Why are Club Penguin Armies Working So Well?

Most of us tend to focus on the negative side of things when it comes to routine. Work is boring, schools are bad, our apartments are old, and Club Penguin Armies are toxic. We claim they are toxic, yet we’re still here, aren’t we? And it’s not just me and you, it’s an entire horde of penguins, still wearing their uniforms, still shouting chants, still doing “emotes”, still battling with other penguins. After 14 years, all of us are, still, here. Which raises the question:

Why are Club Penguin Armies working so well?

For the most part, Club Penguin Armies work like, well, armies. You fight against other armies, you follow orders, you get promoted; it’s a pretty simple formula. But the thing is, they’re not just armies, they are communities. When we think of CPA, the first things that come to our minds are logging in on Club Penguin, getting in formation, doing “tactics” and switching rooms. However, as far as I’m aware, events in CPA last roughly 30 minutes, so how about the other 8 hours we’re spending on our computers? We spend all of that time being part of a community.

But behind each community, there’s a political structure, a foundation, a keystone. At a first glance, a Club Penguin army simply follows the basic principles of an oligarchy. A few people, the Leaders, have all the authority, they make the rules, and people obey. If you ask most leaders why CP Armies are working so well, they will most likely mention oligarchy as the main reason. What they tend to focus on when referring to oligarchy, is the fact that only a few people have the power, and thus it’s easier to manage the authority.

Although this is true, it doesn’t make up the main reason why oligarchy is working so well. The main aspect of Oligarchy that makes it so successful is that it follows a totalitarian regime. Totalitarianism is a concept for a political system that restricts individual opposition to the state and its claims, and exercises a high degree of control over public and private life. Does that ring a bell? If you have ever read the rules of a CP Army, you may notice that most of them mention: “The Administration always has the last say”. You cannot dispute an army leader’s opinion, you simply listen and act correspondingly. They also control what you do in your life: every day you have to recruit for a substantial amount of time, record how many people you recruited, welcome every new member, and then attend an event scheduled at a specific time. 

In contrast to democracy, totalitarianism is a “complete” and “perfect” political system. Democracy is nothing other than the constant and persistent implementation of laws to a world that is changing, while totalitarianism is the complete opposite: the adaptation of a world that is changing to a “complete” and “perfect” institution. But let’s not exaggerate, no army leader is pointing a gun at anyone. Everyone can leave the army at any time, right? 

This brings me to the second main reason why CP Armies are so successful: They make people addicted. Freedom is an illusion when it comes to deciding whether you want to stay or leave an army. They exploit your feelings to make you so attached to the army, that even if you decide to “retire”, you will be back in less than a few days. When recruiting new people, many new recruits tend to ask “Is this a cult”? While the reply that they get is no, armies are indeed some form of a cult.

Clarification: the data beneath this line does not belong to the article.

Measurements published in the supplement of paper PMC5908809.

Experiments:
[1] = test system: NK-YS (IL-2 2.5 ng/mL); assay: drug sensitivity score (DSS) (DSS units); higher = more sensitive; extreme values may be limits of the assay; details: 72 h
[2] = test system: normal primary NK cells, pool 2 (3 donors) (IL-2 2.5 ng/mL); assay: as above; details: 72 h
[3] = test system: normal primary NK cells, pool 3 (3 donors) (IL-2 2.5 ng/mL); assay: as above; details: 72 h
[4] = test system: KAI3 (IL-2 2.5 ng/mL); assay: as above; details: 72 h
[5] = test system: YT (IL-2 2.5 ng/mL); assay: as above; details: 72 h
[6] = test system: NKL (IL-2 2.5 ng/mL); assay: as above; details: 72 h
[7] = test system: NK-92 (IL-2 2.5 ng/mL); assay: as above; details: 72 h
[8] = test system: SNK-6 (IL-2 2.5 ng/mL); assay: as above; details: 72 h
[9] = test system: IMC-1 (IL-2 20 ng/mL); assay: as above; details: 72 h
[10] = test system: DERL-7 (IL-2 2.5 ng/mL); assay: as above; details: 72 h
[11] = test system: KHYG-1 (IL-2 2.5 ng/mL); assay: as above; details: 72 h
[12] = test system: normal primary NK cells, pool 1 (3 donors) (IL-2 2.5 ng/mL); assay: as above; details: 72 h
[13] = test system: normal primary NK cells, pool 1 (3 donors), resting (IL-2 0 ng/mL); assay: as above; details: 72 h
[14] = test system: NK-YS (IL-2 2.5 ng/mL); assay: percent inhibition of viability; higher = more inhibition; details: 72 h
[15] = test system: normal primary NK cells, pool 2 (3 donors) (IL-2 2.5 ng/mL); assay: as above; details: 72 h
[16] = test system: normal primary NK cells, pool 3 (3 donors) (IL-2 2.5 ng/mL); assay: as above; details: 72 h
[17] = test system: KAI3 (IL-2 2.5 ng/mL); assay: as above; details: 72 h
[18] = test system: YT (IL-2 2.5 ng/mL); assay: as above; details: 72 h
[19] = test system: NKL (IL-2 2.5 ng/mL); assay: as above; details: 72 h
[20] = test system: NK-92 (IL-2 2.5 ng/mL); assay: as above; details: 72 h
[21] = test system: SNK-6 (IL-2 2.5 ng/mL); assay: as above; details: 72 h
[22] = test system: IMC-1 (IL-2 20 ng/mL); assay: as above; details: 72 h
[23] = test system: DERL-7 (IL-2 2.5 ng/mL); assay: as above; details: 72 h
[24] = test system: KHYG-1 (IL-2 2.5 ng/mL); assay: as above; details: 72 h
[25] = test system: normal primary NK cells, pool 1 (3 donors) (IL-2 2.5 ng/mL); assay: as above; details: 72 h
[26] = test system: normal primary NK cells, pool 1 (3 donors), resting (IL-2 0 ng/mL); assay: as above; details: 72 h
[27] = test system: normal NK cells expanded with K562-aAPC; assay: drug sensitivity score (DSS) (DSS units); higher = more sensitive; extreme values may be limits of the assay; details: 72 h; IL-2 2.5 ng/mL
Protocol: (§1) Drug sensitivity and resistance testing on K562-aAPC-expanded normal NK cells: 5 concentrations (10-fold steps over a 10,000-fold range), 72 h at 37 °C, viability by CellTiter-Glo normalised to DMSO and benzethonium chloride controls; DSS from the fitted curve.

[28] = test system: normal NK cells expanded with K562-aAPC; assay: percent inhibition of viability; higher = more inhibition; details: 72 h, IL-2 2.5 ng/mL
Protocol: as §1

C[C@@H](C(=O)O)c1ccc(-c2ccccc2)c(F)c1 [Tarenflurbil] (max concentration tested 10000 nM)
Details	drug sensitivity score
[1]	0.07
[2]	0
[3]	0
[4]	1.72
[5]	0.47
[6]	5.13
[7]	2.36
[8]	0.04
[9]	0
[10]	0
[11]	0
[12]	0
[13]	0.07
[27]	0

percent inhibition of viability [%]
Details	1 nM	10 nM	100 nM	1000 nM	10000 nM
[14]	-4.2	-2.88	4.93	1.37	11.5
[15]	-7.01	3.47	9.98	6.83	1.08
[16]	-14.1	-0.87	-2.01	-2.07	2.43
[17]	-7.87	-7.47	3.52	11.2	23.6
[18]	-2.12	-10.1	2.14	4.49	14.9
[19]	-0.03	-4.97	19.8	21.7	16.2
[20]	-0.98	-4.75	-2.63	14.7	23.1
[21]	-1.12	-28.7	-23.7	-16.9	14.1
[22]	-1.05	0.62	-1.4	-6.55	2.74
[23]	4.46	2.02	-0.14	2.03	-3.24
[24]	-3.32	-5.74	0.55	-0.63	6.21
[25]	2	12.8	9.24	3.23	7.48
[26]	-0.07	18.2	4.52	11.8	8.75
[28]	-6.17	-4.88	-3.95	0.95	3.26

Club Penguin armies do not produce troops, they produce fanatics. They brainwash you into believing that armies are the top priority in your life. I’ve seen people give up their studies, their hobbies, or their friends, over a CPA battle. They tell you: “We are more than an army, we’re a family”. They make you “shout” (type in CAPS) chants and slogans during events, even if you do not know what they are about; what matters is that you are doing something to contribute to the purpose and the goals of your “family”. 

It is of great importance not to leave out the best tool that armies use to keep you addicted: Hate. As much as it sounds insane, armies teach you to hate; they inspire you to. George Orwell portrayed it best in his novel “1984”. In that book, there was a constant mention of the “Big Brother”, a figure that a government inspired hate towards. Later on in the book, it is revealed that Big Brother is not a real person but an invention of the government that functions as a focus for the people’s feelings of reverence and fear.

We may not realize it, but armies use the same method to exploit our feelings. To prove that, I interviewed people from ACP, DCP, and IWCP, asking them whether they have taken part in any wars against other armies, and asked them what they thought of the other armies. The overwhelming majority of people who had taken part in wars claimed that people from the opposing army are bad and toxic. 

“Obviously because they’re our enemies, I dislike them”

“The army is just too much of a toxic place to be in”

“DCP is really toxic”

“People there are really annoying and toxic”

Everyone is entitled to an opinion, and disliking someone is totally normal, which would make the aforementioned statements totally reasonable, however, in the end, I asked them if they had ever met a single person from the army which they critiqued. All of them said “No”.

They make you sit on your computer, yell phrases that you do not know the meaning of, cause you to hate people you have never heard of, and force you into a routine by rewarding you. This is why CP Armies work so well.

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